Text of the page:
St. Anastasius I

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St. Anastasius I

Pope
(401)

A pontiff who is remembered chiefly for his condemnation of Origenism. A Roman by birth, he became pope in 399, and died within a little less than four years. Among his friends were Augustine, and Jerome, and Paulinus. Jerome speaks of him as a man of great holiness who was rich in his poverty. It was during the time of the barbarian invasions.

Acta SS., III, September; BUTLER, Lives of the Saints. 27 September.

Blessed Urban V

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Blessed Urban V

Pope
(† 1370)

Blessed Urban V, whose family name was William de Grimoard, was born in Mende, on a mountain of the Cevenne hills. He rapidly mastered the various disciplines of literature and the sciences. It was religious life which then appeared to him as the ideal which could best respond to the propensities of his mind and the needs of his heart. He went to knock at the door of the Benedictine Abbey of Saint Victor near Marseille, and there, in the peaceful shadows of the cloister, he advanced day by day in all the virtues. He was remarked in particular for his tender devotion to the Blessed Virgin.

Religious profession had augmented his ardor for learning, and his Superiors soon judged the humble monk capable of teaching. In effect, his illustrious voice brought honor to the professorial chairs confided to him in Montpellier, Paris, Avignon and Toulouse. A few years later, after serving for a short time as Abbot of Saint Germain d’Auxerre, he was sent to Italy by Pope Clement VI as his legate. This, unbeknown to himself, was to be a step toward the highest existing dignity. He was elected Pope in October of 1362 and took the name of Urban V, because all the popes who had borne that name had ennobled it by the sanctity of their lives.

It is he who added to the papal tiara a third crown, not out of pride, but to symbolize the triple royalty of the pope over the faithful, the bishops, and the Roman States. When he mounted the throne of Saint Peter at that time in Avignon, he envisioned three great projects — the return of the Papacy from Avignon to Rome, the reformation of morals, and the propagation of the Catholic faith in distant lands. His return to Rome, which had not seen a Pope for sixty years, was a triumph. Nonetheless, the morals of Rome had undergone a sad decline.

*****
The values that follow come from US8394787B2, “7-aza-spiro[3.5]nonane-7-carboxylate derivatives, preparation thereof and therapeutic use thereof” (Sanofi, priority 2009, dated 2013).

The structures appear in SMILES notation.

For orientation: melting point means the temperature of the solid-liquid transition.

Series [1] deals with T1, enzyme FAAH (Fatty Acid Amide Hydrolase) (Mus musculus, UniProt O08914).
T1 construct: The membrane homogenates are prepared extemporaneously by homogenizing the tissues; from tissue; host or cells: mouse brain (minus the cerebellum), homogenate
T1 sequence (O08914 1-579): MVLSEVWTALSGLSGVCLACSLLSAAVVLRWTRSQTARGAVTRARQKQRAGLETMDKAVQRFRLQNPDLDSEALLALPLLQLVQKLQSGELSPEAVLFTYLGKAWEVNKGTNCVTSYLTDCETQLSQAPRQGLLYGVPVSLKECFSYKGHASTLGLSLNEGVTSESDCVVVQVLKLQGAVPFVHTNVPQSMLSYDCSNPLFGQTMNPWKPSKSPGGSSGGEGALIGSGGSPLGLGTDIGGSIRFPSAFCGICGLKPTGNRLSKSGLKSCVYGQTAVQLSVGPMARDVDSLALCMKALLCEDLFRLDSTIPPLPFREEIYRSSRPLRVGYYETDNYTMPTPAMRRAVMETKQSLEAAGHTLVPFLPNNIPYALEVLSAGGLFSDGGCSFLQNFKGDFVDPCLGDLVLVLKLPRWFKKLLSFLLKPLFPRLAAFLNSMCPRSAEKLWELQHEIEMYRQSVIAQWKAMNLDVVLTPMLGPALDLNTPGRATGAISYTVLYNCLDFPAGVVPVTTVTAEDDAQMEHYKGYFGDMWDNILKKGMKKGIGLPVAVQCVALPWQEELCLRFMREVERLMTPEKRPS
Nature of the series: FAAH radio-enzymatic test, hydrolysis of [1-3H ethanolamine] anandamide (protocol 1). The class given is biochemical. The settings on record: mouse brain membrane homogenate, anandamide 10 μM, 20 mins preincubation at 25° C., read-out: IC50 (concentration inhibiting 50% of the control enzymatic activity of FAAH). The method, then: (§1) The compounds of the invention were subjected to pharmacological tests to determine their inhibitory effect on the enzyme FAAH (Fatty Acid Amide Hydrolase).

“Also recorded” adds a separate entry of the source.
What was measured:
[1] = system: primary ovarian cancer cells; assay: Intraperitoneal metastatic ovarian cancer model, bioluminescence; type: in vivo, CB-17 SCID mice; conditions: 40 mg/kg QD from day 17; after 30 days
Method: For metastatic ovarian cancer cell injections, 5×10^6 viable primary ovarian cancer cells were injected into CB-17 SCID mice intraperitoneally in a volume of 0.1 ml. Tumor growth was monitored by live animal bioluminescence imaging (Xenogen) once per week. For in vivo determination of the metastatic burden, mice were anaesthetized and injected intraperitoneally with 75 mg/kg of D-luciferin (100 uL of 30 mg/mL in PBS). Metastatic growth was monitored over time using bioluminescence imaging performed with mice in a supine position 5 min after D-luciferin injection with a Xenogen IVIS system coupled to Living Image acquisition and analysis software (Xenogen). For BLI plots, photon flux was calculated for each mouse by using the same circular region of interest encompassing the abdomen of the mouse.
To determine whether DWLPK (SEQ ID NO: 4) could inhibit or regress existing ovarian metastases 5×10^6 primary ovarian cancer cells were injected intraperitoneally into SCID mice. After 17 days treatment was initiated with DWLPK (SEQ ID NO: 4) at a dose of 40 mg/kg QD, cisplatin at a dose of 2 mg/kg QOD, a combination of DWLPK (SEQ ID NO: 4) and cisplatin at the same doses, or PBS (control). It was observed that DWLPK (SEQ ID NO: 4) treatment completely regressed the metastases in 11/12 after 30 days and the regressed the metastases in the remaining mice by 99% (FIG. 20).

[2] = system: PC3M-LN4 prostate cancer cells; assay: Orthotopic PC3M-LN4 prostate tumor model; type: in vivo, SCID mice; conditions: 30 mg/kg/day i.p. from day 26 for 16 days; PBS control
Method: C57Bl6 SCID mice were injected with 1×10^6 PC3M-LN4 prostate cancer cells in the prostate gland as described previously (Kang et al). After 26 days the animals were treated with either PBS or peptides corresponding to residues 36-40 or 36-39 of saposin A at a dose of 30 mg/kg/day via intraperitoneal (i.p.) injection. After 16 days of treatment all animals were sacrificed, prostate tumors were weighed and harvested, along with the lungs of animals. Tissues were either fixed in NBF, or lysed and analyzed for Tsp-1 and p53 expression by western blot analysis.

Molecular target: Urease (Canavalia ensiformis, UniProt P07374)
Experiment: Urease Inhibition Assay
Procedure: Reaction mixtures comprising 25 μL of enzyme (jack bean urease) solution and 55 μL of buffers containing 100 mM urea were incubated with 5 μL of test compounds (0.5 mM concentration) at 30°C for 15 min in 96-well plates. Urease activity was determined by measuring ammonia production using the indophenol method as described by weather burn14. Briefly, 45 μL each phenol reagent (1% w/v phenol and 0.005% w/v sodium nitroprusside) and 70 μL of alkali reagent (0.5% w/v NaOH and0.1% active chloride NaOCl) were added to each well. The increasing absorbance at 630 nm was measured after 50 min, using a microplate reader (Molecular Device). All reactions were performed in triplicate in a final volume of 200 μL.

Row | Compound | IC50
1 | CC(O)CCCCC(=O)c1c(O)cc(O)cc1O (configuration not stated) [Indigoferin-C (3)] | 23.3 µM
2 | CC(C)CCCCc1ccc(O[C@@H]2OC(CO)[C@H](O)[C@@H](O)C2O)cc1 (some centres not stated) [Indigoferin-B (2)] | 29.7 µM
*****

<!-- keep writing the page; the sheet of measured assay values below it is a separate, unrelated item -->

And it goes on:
Urban lived as a Saint during the days of his great works, fasting like a monk and directing all glory to God. At his death, he asked that the people be allowed to circulate around his bed: The people must see, he said, how Popes die.

Vie des Saints pour tous les jours de l’année, by Abbé L. Jaud (Mame: Tours, 1950).

O RADIX JESSE

THIRD ANTIPHON.
O RADIX JESSE

by the Very Rev. Dom Prosper Guéranger
Abbot of Solesmes

O radix Jesse, qui stas in signum populorum, super est quem continebunt reges os suum, quem gentes deprecabuntur: veni ad liberandum nos, jam noli tardare.
O Root of Jesse, who standest as the standard of the people ; before whom Kings shall not open their lips; to whom the nations shall pray: come and deliver us; tarry now no more.

At length, O Son of Jesse! thou art approaching the city of thy ancestors. The Ark of the Lord has risen, and journeys, with the God that is in her, to the place of her rest. “How beautiful are thy steps, O thou daughter of the Prince,” [Cant. vii. 1.] now that thou art bringing to the cities of Juda their salvation! The Angels escort thee, thy faithful Joseph lavishes his love upon thee, heaven delights in thee, and our earth thrills with joy to bear thus upon itself its Creator and its Queen. Go forward, O Mother of God and Mother of Men! Speed thee, thou propitiatory that holdest within thee the divine Manna which gives us life! Our hearts are with thee, and count thy steps. Like thy royal ancestor David, “we will enter not into the dwelling of our house, nor go up into the bed whereon we lie, nor give sleep to our eyes, nor rest to our temples, until we have found a place in our hearts for the Lord whom thou bearest, a tabernacle for this God of Jacob.” [Ps. cxxxi. 3-5.] Come, then, O Root of Jesse! thus hid in this Ark of purity; thou wilt soon appear before thy people as the standard round which all that would conquer must rally. Then, their enemies, the Kings of the world, will be silenced, and the nations will offer thee their prayers. Hasten thy coming, dear Jesus! come and conquer all our enemies, and deliver us.

RESPONSORY OF ADVENT.

(The Ambrosian Breviary, Sixth Sunday of Advent.)

R. Beatus uterus Mariae Virginis qui portavit invisibilem: quem septem throni capere non possunt in eo habitare dignatus est: * Et portabat levem in sinu suo. V. Dedit illi Dominus sedem patris sui et regnabit in domo Jacob in aeternum, cujus regni non erit finis: * Et portabat levem in sinu suo.

R. Blessed is the womb of the Virgin Mary, which bore the invisible God: there did He deign to dwell, whom Seven Thrones cannot hold: * And she bore him as a light weight in her womb. V. The Lord hath given him the David throne of David his father, and he shall reign in the house of Jacob for ever, and of his kingdom there shall be no end: * And she bore him as a light weight in her womb